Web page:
When Can Pain Be Considered Normal When You Have Dental Bridges?

As mentioned, pain is normal for a few days after receiving your dental bridge. Below are two conditions why this occurs:

  • Tooth sensitivity to hot and cold temperatures.
    This is usually normal for the first few days after your bridge is placed. The pain should go away as your teeth adjust to the new material.

  • Discomfort when biting down.
    You may feel discomfort when biting down on hard foods as your teeth get used to the new material. This should improve over time.

Do Dental Bridges Damage Surrounding Teeth?

Close up implant model tooth support fix bridge implant and crown.

A dental bridge can sometimes damage the healthy teeth near it. Here’s how:

Dental bridges use the adjacent teeth (abutment teeth) for support, which means they are subject to the same forces as your bridges. Since your dentist will examine your oral health before placing your bridges, it’s most likely that the cause of abutment teeth damage is poor oral hygiene.

When you have bridges, cleaning your teeth might be challenging. The bristles of your toothbrush may not be able to reach the area under the pontic or false tooth. As a result, plaque and bacteria can build up, causing gum disease and tooth decay.

Final Thoughts

If you have missing teeth, dental bridges can help you close the gaps, giving you a more beautiful smile. If you have dental anxiety, it’s worth noting that the dental bridge procedure doesn’t cause pain because you will be given anaesthesia. However, it’s normal to feel pain the first few days after receiving this treatment, which should gradually disappear. You may take over-the-counter painkillers to help relieve pain.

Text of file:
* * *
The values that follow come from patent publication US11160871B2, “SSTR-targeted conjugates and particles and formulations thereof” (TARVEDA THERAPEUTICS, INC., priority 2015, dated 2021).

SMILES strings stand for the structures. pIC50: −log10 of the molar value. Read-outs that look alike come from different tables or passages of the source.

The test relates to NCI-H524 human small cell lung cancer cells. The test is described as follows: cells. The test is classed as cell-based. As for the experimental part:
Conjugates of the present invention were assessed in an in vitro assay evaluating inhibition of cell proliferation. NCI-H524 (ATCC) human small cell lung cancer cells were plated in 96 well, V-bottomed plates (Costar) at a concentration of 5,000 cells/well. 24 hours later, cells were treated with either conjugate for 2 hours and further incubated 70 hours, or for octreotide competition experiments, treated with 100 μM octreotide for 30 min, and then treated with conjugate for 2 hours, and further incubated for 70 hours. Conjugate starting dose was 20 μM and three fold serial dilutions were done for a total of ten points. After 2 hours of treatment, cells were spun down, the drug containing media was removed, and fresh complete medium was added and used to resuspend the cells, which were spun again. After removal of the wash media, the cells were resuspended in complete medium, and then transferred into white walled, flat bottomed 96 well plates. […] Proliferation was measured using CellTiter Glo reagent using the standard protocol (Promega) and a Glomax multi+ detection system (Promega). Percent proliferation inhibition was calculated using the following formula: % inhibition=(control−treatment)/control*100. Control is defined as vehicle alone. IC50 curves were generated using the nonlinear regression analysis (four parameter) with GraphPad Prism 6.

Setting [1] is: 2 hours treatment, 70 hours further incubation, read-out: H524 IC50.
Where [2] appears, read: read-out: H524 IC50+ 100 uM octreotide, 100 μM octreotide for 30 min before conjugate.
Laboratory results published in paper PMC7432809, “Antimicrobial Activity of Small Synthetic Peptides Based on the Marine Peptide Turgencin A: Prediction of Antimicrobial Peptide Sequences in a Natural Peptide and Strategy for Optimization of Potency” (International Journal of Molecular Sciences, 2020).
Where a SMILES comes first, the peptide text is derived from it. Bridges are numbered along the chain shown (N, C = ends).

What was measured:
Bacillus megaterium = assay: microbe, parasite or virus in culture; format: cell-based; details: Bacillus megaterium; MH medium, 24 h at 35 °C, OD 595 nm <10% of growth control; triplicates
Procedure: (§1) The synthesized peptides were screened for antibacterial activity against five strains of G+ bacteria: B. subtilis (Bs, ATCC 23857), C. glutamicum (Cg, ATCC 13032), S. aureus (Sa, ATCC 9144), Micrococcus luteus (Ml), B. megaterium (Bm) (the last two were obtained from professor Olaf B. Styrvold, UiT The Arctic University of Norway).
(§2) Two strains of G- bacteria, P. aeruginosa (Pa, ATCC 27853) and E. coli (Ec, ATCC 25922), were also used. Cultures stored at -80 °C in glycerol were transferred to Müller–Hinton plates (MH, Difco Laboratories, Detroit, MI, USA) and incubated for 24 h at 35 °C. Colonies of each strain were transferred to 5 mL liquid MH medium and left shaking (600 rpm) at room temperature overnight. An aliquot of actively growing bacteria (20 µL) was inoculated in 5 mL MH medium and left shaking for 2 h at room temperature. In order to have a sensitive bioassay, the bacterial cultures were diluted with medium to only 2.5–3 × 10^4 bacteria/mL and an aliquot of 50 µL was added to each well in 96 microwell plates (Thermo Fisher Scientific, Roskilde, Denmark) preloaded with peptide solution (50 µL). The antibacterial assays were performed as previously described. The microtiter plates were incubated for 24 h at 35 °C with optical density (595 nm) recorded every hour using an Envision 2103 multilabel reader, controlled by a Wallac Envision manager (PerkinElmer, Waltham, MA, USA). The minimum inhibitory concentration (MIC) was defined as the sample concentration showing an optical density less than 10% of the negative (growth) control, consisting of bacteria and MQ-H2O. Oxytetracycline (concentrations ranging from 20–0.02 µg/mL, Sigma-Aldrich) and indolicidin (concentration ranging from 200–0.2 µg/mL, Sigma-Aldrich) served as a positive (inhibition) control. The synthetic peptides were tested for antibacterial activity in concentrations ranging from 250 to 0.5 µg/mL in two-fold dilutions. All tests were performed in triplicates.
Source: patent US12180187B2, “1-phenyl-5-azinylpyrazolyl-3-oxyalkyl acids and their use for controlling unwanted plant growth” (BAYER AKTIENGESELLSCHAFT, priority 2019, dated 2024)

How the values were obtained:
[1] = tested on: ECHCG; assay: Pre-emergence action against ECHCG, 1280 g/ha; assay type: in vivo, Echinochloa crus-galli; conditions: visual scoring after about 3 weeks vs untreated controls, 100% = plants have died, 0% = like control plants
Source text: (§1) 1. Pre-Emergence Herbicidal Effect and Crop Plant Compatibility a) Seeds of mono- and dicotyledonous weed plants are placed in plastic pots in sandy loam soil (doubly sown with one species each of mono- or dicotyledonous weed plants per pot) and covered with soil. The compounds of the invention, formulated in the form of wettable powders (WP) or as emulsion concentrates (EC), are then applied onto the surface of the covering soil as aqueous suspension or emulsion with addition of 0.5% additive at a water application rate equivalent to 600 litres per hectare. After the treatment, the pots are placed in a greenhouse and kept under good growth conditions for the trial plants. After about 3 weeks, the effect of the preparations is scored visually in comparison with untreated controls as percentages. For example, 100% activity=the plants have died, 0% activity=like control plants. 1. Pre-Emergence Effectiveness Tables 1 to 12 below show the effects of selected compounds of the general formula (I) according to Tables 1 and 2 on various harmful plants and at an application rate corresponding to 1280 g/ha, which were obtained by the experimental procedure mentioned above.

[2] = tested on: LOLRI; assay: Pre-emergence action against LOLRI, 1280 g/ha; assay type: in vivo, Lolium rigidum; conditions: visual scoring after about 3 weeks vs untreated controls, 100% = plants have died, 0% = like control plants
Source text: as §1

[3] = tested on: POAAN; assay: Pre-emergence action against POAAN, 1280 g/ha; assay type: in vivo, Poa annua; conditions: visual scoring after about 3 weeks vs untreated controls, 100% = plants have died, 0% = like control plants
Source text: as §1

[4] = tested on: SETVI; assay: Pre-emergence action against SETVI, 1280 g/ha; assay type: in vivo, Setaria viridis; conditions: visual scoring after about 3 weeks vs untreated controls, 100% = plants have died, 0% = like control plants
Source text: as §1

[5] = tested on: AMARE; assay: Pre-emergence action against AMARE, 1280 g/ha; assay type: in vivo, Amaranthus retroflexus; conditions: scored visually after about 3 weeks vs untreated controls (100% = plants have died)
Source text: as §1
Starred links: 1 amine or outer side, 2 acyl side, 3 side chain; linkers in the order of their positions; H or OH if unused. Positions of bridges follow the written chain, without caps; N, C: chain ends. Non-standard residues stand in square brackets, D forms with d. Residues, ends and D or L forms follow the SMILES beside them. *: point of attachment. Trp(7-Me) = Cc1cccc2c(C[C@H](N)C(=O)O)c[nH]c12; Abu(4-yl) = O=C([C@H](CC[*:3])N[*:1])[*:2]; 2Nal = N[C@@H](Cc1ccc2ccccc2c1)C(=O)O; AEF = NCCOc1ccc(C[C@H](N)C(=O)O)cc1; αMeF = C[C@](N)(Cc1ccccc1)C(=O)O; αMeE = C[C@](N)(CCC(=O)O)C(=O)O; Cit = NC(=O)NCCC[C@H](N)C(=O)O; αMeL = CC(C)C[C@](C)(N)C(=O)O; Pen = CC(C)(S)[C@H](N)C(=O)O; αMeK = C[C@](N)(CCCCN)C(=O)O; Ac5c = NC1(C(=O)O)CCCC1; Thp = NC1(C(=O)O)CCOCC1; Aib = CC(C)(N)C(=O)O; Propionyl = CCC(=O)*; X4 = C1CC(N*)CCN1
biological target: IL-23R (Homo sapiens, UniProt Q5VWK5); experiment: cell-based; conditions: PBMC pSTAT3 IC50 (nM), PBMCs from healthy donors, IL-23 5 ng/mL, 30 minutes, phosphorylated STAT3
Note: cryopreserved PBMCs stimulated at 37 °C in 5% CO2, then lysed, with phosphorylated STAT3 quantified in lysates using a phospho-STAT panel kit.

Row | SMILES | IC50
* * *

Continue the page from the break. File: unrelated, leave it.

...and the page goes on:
Clear Choice Dental has a team of experienced dentists performing dental restorations, including dental bridges.

We equipped our clinic with advanced technology and techniques to provide favourable results. During your dental appointment, one of our dentists will assess your mouth condition and tell you if you are a good candidate for bridges. They will discuss what you should expect during and after the procedure, including placing a temporary bridge, preparing abutment teeth, costs, complications, etc.

If you want to know if you can have this treatment, call us at 08 9345 0455 for our Yokine clinic and 08 9452 8877 for our Maddington dental office.


There is a type of bridge that is ideal for every situation. Traditional bridges are the most commonly recommended for people who have lost one or more teeth but have adjacent healthy teeth to support the bridge. If your natural teeth are not in a good state, a dental implant supported-bridge can be your option. If you have adjacent teeth but are not suitable for support, resin-bonded bridges can be used. On the other hand, a cantilever bridge may be suitable for patients with teeth on only one side of the tooth gap.

The two major benefits of having dental bridges are boosting your confidence and restoring your bite and speech problems caused by tooth loss. They can maintain your face shape while preventing a sunken-in appearance. In addition, they can prevent the nearby teeth from changing position.

No. In fact, if your bridge supports dentures, it will make eating easier as your dentures will be more secure. However, you should be careful with hard and sticky foods as they can damage or loosen your dental bridges. Also, an implant-supported bridge type is the most stable and can help you chew with more force than the other types of bridge.

Your speech should not be affected by dental bridges. It even improves it because bridges close gap spaces caused by missing teeth. As you know, missing teeth can affect your ability to pronounce certain words correctly. If your speech is affected, it is often because you have a loose bridge or are not used to it yet.

Close up implant model tooth support fix bridge implant and crown.